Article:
A lexicon of terms from the world of whisky.
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Being so near the coast naturally affects the flavour of the whisky, many of them having a noticeable maritime character. The Northern Highland distilleries, such as Clynelish are all coastal except for Glen Ord, but that’s only a few miles from the sea. We sometimes refer to these whiskies as “Coastal East Highlands”. The West Coast (West Highlands) has a noticeably maritime influence on malts such as Oban.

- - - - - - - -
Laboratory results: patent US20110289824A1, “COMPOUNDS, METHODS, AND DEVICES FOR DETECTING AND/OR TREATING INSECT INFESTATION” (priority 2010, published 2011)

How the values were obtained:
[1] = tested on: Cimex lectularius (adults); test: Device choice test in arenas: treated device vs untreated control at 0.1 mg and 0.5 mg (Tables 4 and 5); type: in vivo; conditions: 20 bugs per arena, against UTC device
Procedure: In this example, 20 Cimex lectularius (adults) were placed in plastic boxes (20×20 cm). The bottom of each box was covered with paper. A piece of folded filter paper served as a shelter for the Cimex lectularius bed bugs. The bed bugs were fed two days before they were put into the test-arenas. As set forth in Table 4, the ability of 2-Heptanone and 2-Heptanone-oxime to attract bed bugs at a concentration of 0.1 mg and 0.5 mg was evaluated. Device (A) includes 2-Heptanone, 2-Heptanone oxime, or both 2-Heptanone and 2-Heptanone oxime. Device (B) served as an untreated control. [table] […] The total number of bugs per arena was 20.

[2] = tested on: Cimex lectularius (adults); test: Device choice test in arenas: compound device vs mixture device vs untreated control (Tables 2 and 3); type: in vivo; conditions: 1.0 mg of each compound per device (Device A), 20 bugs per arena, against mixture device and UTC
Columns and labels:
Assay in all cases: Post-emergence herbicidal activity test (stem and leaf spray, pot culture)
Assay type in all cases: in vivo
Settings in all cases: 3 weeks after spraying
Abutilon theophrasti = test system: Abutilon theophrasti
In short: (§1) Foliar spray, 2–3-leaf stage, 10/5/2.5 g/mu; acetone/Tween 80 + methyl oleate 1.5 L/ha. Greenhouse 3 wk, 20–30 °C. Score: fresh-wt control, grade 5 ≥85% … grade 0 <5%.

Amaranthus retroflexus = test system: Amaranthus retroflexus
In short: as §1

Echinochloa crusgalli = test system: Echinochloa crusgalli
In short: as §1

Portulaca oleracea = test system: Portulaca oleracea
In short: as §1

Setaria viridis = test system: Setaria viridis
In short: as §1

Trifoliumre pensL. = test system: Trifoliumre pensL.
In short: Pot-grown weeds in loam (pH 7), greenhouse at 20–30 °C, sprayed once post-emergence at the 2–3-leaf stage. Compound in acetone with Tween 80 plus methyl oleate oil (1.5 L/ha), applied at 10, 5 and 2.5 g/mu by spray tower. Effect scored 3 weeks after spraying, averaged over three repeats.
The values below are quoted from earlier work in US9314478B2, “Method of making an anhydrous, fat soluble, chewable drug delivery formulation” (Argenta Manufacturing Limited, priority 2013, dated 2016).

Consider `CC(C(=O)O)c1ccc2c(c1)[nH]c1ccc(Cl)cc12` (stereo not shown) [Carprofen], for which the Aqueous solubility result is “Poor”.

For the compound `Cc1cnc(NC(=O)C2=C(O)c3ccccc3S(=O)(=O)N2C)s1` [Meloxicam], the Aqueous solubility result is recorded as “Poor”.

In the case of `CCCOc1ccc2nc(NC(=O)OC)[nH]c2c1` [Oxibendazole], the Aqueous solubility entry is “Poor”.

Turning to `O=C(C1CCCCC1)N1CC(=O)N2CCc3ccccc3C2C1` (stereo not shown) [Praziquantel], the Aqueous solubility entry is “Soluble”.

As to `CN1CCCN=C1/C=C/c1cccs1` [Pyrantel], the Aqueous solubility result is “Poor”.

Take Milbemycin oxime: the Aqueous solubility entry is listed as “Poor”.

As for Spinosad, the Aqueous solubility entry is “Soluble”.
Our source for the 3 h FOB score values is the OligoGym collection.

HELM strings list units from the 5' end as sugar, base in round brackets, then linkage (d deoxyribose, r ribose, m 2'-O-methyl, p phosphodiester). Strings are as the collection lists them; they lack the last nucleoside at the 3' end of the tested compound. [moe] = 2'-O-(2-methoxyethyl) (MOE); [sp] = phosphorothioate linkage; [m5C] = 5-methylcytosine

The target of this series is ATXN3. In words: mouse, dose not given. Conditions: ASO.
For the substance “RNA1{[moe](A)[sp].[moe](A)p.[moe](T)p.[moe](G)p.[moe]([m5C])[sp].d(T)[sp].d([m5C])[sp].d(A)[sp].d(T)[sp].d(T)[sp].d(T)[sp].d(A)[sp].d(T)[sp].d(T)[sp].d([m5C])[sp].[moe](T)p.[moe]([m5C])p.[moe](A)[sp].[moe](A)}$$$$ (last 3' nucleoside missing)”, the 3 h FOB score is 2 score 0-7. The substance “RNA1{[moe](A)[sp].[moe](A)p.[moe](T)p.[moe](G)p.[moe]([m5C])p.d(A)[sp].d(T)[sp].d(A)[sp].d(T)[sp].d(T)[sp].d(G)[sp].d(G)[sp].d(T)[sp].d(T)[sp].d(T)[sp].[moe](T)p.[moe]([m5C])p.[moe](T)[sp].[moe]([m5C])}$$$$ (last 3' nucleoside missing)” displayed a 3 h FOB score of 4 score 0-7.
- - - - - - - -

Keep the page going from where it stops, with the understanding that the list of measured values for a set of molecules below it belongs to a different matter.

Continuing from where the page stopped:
The landscape of the Central Highlands is mainly mountainous, with hills divided by deep glens, lochs and valleys. Many distilleries in the region were built along the fertile glens carved out by the River Tay, the longest river in Scotland. Dalwhinnie, the highest distillery in Scotland, is at the gateway to the Cairngorms. Barley grew well in the lush valley bottoms and water and peat were in abundant supply. The whiskies produced tend to be lighter bodied and sweeter than other Highland malts.